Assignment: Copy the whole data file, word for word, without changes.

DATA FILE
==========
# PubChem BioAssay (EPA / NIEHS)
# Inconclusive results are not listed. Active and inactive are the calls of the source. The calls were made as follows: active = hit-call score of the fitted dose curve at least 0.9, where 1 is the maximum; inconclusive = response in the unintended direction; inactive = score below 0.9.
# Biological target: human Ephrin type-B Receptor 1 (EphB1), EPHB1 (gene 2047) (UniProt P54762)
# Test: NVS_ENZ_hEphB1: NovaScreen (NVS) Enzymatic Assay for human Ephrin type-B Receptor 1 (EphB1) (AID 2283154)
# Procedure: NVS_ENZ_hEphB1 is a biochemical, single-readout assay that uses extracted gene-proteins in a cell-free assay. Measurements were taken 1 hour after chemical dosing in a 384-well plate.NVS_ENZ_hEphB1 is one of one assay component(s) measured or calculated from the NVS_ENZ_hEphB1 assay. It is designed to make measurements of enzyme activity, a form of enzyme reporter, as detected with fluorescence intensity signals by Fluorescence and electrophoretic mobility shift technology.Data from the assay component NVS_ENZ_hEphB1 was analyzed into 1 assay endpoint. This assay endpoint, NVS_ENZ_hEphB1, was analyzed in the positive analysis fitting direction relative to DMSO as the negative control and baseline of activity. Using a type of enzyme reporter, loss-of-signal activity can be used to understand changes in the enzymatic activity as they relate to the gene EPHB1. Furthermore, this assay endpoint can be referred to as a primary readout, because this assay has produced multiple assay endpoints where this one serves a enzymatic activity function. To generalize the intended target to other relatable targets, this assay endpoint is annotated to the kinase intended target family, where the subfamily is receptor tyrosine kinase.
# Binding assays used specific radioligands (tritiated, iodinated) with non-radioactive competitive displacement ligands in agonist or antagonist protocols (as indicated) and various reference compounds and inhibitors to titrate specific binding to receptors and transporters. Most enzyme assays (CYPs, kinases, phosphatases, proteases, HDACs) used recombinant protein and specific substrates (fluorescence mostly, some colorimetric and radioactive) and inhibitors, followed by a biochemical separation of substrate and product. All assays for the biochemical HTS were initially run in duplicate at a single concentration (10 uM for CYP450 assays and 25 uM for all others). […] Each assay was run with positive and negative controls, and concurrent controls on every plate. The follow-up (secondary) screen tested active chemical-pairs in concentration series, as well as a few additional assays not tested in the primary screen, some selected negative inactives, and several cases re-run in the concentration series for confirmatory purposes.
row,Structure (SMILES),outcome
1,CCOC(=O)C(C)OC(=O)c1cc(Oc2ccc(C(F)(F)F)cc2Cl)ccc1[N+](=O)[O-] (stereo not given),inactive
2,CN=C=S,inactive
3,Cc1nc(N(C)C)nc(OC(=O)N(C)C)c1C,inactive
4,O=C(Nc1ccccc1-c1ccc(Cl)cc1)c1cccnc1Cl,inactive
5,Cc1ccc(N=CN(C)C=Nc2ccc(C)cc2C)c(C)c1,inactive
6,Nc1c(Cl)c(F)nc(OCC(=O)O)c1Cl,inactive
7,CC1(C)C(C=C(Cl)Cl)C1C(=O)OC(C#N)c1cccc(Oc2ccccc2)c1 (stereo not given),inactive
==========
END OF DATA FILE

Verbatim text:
# PubChem BioAssay (EPA / NIEHS)
# Inconclusive results are not listed. Active and inactive are the calls of the source. The calls were made as follows: active = hit-call score of the fitted dose curve at least 0.9, where 1 is the maximum; inconclusive = response in the unintended direction; inactive = score below 0.9.
# Biological target: human Ephrin type-B Receptor 1 (EphB1), EPHB1 (gene 2047) (UniProt P54762)
# Test: NVS_ENZ_hEphB1: NovaScreen (NVS) Enzymatic Assay for human Ephrin type-B Receptor 1 (EphB1) (AID 2283154)
# Procedure: NVS_ENZ_hEphB1 is a biochemical, single-readout assay that uses extracted gene-proteins in a cell-free assay. Measurements were taken 1 hour after chemical dosing in a 384-well plate.NVS_ENZ_hEphB1 is one of one assay component(s) measured or calculated from the NVS_ENZ_hEphB1 assay. It is designed to make measurements of enzyme activity, a form of enzyme reporter, as detected with fluorescence intensity signals by Fluorescence and electrophoretic mobility shift technology.Data from the assay component NVS_ENZ_hEphB1 was analyzed into 1 assay endpoint. This assay endpoint, NVS_ENZ_hEphB1, was analyzed in the positive analysis fitting direction relative to DMSO as the negative control and baseline of activity. Using a type of enzyme reporter, loss-of-signal activity can be used to understand changes in the enzymatic activity as they relate to the gene EPHB1. Furthermore, this assay endpoint can be referred to as a primary readout, because this assay has produced multiple assay endpoints where this one serves a enzymatic activity function. To generalize the intended target to other relatable targets, this assay endpoint is annotated to the kinase intended target family, where the subfamily is receptor tyrosine kinase.
# Binding assays used specific radioligands (tritiated, iodinated) with non-radioactive competitive displacement ligands in agonist or antagonist protocols (as indicated) and various reference compounds and inhibitors to titrate specific binding to receptors and transporters. Most enzyme assays (CYPs, kinases, phosphatases, proteases, HDACs) used recombinant protein and specific substrates (fluorescence mostly, some colorimetric and radioactive) and inhibitors, followed by a biochemical separation of substrate and product. All assays for the biochemical HTS were initially run in duplicate at a single concentration (10 uM for CYP450 assays and 25 uM for all others). […] Each assay was run with positive and negative controls, and concurrent controls on every plate. The follow-up (secondary) screen tested active chemical-pairs in concentration series, as well as a few additional assays not tested in the primary screen, some selected negative inactives, and several cases re-run in the concentration series for confirmatory purposes.
row,Structure (SMILES),outcome
1,CCOC(=O)C(C)OC(=O)c1cc(Oc2ccc(C(F)(F)F)cc2Cl)ccc1[N+](=O)[O-] (stereo not given),inactive
2,CN=C=S,inactive
3,Cc1nc(N(C)C)nc(OC(=O)N(C)C)c1C,inactive
4,O=C(Nc1ccccc1-c1ccc(Cl)cc1)c1cccnc1Cl,inactive
5,Cc1ccc(N=CN(C)C=Nc2ccc(C)cc2C)c(C)c1,inactive
6,Nc1c(Cl)c(F)nc(OCC(=O)O)c1Cl,inactive
7,CC1(C)C(C=C(Cl)Cl)C1C(=O)OC(C#N)c1cccc(Oc2ccccc2)c1 (stereo not given),inactive